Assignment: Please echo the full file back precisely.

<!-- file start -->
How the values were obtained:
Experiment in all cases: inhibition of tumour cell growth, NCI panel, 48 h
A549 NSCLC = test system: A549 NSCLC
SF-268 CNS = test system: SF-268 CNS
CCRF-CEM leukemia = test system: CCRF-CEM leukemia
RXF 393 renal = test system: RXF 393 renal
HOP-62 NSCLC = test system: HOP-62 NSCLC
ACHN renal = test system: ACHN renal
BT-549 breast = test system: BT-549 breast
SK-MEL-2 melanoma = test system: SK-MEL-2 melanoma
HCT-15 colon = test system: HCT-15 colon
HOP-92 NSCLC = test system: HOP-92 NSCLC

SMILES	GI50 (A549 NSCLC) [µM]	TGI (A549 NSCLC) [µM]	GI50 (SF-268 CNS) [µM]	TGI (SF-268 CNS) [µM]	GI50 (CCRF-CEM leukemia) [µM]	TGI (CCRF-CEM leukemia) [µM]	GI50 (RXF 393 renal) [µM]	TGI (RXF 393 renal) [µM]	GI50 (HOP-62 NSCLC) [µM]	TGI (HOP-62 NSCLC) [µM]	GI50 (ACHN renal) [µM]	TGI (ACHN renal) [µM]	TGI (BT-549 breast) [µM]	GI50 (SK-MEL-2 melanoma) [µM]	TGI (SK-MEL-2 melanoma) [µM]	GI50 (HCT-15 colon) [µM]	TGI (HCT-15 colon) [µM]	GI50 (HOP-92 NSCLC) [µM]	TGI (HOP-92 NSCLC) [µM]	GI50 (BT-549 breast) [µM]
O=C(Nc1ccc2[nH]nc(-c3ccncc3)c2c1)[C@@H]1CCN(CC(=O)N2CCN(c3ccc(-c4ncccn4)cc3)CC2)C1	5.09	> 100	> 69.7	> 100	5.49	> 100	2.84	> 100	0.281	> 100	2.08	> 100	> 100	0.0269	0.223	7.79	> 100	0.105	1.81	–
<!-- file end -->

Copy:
How the values were obtained:
Experiment in all cases: inhibition of tumour cell growth, NCI panel, 48 h
A549 NSCLC = test system: A549 NSCLC
SF-268 CNS = test system: SF-268 CNS
CCRF-CEM leukemia = test system: CCRF-CEM leukemia
RXF 393 renal = test system: RXF 393 renal
HOP-62 NSCLC = test system: HOP-62 NSCLC
ACHN renal = test system: ACHN renal
BT-549 breast = test system: BT-549 breast
SK-MEL-2 melanoma = test system: SK-MEL-2 melanoma
HCT-15 colon = test system: HCT-15 colon
HOP-92 NSCLC = test system: HOP-92 NSCLC

SMILES	GI50 (A549 NSCLC) [µM]	TGI (A549 NSCLC) [µM]	GI50 (SF-268 CNS) [µM]	TGI (SF-268 CNS) [µM]	GI50 (CCRF-CEM leukemia) [µM]	TGI (CCRF-CEM leukemia) [µM]	GI50 (RXF 393 renal) [µM]	TGI (RXF 393 renal) [µM]	GI50 (HOP-62 NSCLC) [µM]	TGI (HOP-62 NSCLC) [µM]	GI50 (ACHN renal) [µM]	TGI (ACHN renal) [µM]	TGI (BT-549 breast) [µM]	GI50 (SK-MEL-2 melanoma) [µM]	TGI (SK-MEL-2 melanoma) [µM]	GI50 (HCT-15 colon) [µM]	TGI (HCT-15 colon) [µM]	GI50 (HOP-92 NSCLC) [µM]	TGI (HOP-92 NSCLC) [µM]	GI50 (BT-549 breast) [µM]
O=C(Nc1ccc2[nH]nc(-c3ccncc3)c2c1)[C@@H]1CCN(CC(=O)N2CCN(c3ccc(-c4ncccn4)cc3)CC2)C1	5.09	> 100	> 69.7	> 100	5.49	> 100	2.84	> 100	0.281	> 100	2.08	> 100	> 100	0.0269	0.223	7.79	> 100	0.105	1.81	–